The FTSE 100 has inched higher as fresh unease over the crisis in the Ukraine put a lid on gains, with Hargreaves Lansdown leading the fallers as the online stock broker was branded a ‘sell’ by analysts at UBS.
The UK blue-chip index rose three points to 6,627 as anxious investors awaited the next developments in the Ukraine. The index yesterday rose 1% on news that Russia was beginning to pull back troops built up on the Ukraine border, but that optimism has been dampened by Nato’s claim that there was a ‘high probability’ of a Russian attack on Ukraine.
Russia’s despatch of a convoy of 280 trucks to Ukraine it says are carrying humanitarian aid has also been viewed with suspicion in some quarters.
‘Markets are keen to find out what [Russian president Vladimir] Putin’s definition of “humanitarian” is,’ said Jonathan Sudaria, dealer at Capital Spreads.
‘Traders are turning cautious though fearing that something has gotten lost in translation and only too clearly remember how much the “peace keeping” force in Georgia in 2008 resembled an invading army.’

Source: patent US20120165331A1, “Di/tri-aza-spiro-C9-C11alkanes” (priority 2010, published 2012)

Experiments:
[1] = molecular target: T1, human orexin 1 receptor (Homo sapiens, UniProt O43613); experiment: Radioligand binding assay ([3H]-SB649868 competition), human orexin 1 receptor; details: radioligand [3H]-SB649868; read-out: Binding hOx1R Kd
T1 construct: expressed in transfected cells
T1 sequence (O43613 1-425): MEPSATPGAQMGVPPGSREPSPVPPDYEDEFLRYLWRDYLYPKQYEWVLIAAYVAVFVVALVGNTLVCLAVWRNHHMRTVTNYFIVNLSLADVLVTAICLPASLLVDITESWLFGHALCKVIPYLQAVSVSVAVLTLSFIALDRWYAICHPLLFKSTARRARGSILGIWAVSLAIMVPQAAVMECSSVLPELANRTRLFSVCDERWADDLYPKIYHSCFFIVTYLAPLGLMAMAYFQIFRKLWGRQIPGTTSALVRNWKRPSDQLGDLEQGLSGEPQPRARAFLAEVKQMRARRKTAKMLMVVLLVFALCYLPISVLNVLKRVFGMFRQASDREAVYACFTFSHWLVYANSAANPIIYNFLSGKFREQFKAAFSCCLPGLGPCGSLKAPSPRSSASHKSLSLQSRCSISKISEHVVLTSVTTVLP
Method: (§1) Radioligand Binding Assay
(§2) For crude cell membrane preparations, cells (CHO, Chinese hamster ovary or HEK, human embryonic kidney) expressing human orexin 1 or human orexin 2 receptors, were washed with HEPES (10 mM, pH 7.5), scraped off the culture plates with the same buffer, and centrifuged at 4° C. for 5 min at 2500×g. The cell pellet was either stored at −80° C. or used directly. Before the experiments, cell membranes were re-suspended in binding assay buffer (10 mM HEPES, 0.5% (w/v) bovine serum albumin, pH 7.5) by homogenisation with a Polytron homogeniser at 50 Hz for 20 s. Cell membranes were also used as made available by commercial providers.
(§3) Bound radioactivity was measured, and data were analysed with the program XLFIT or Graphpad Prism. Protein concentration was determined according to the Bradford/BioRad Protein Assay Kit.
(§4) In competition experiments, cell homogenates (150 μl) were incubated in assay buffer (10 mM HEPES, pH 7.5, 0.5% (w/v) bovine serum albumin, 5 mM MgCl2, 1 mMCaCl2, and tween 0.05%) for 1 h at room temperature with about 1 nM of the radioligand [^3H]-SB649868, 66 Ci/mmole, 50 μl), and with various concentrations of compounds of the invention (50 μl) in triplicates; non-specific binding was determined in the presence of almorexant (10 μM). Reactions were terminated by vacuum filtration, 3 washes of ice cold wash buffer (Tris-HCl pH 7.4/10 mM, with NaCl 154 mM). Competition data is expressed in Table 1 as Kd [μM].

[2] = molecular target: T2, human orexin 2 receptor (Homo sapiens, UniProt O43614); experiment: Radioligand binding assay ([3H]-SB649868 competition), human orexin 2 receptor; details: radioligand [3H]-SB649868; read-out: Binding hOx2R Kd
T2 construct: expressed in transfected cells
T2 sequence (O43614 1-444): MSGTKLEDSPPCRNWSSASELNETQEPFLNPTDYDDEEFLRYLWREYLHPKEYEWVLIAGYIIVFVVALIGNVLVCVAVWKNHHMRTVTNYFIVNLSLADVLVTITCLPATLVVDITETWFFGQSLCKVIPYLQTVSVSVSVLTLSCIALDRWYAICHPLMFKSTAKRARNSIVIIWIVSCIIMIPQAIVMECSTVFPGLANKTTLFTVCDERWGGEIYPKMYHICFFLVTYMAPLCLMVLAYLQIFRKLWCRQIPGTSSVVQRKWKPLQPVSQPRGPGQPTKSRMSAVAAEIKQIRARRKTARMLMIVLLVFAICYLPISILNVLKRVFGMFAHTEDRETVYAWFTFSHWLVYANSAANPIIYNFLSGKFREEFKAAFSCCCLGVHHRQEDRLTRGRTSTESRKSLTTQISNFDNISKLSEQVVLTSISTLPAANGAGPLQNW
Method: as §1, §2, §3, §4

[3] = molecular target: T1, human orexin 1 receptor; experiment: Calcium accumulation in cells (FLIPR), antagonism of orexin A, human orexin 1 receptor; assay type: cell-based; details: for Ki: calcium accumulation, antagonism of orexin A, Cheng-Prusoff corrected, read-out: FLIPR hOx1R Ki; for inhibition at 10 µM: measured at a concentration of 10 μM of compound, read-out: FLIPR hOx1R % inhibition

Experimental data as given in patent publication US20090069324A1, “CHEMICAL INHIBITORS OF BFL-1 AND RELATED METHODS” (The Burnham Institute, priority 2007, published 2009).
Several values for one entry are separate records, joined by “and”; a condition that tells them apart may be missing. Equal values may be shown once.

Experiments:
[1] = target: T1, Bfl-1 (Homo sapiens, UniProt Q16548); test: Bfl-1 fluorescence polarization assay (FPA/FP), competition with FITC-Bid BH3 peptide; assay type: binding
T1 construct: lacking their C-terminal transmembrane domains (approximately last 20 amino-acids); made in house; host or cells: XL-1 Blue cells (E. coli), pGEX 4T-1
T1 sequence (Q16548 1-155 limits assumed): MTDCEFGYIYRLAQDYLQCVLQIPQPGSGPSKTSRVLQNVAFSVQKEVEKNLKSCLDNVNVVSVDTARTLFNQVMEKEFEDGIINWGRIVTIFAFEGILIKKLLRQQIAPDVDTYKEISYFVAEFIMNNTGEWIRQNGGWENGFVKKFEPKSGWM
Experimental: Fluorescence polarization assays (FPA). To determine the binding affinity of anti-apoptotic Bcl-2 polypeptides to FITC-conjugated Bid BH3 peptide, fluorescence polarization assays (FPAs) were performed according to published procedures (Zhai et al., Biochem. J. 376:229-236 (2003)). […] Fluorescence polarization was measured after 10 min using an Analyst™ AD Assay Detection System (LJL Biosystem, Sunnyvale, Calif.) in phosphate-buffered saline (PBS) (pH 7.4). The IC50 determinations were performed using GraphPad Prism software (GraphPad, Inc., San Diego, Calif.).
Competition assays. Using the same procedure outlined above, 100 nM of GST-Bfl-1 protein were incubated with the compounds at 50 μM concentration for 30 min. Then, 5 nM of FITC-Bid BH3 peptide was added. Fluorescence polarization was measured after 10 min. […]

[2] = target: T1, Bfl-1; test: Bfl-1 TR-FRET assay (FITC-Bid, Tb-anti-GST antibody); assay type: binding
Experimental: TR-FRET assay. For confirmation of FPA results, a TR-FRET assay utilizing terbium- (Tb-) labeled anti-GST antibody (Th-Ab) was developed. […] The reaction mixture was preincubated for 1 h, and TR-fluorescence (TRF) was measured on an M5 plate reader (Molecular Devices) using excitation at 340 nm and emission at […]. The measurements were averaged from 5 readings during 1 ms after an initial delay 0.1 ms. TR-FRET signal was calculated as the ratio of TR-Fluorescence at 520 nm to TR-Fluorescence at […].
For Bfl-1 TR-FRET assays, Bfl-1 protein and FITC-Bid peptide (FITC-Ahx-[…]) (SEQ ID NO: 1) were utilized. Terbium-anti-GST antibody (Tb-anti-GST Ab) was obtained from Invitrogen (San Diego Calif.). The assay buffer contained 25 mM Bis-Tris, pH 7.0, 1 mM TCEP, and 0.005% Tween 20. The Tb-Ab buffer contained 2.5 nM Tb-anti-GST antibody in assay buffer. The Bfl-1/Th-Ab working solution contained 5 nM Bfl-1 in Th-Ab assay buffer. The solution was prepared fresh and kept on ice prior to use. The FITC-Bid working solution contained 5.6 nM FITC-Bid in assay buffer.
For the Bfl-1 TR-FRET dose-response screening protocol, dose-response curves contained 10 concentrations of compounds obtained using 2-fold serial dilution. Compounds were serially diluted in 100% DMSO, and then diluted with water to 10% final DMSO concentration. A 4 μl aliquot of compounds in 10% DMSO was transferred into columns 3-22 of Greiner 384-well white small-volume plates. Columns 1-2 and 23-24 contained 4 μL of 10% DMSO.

Hargreaves Lansdown (HRGV) fell 2.8% to £10.51 after UBS initiated coverage of the stock with a ‘sell’ rating and target price of 850p. The shares, which doubled in value over the course of 2013, have been among the worst performers on the FTSE 100 this year, down 20%.
Prudential (PRU) was the biggest riser, trading 2.4% higher at £13.71 after the insurer reported a 17% rise in operating profits in the first half of the year.
‘Mid cap’ stock Just Eat (JE) rose 9.3% to 240p after the online takeaway service reported an almost seven-fold jump in half-year profit.
Fellow FTSE 250 stock Serco (SRP) rose 4% to 341.9p as the outsourcing firm announced first-half results that were less bad than feared.
Serco stuck to 2014 profit guidance, albeit warning that meeting expectations would depend on delivering savings and fixing underperforming contracts, prompting relief among traders. Serco has already issued several profit forecast cuts this year, with its share price falling around 32% over 2014
‘The results for the half year to end June are better than our worst fears, but still pretty grim reading in surveying the tribulations of the past year for Serco,’ said Robin Speakman, analyst at Shore Capital.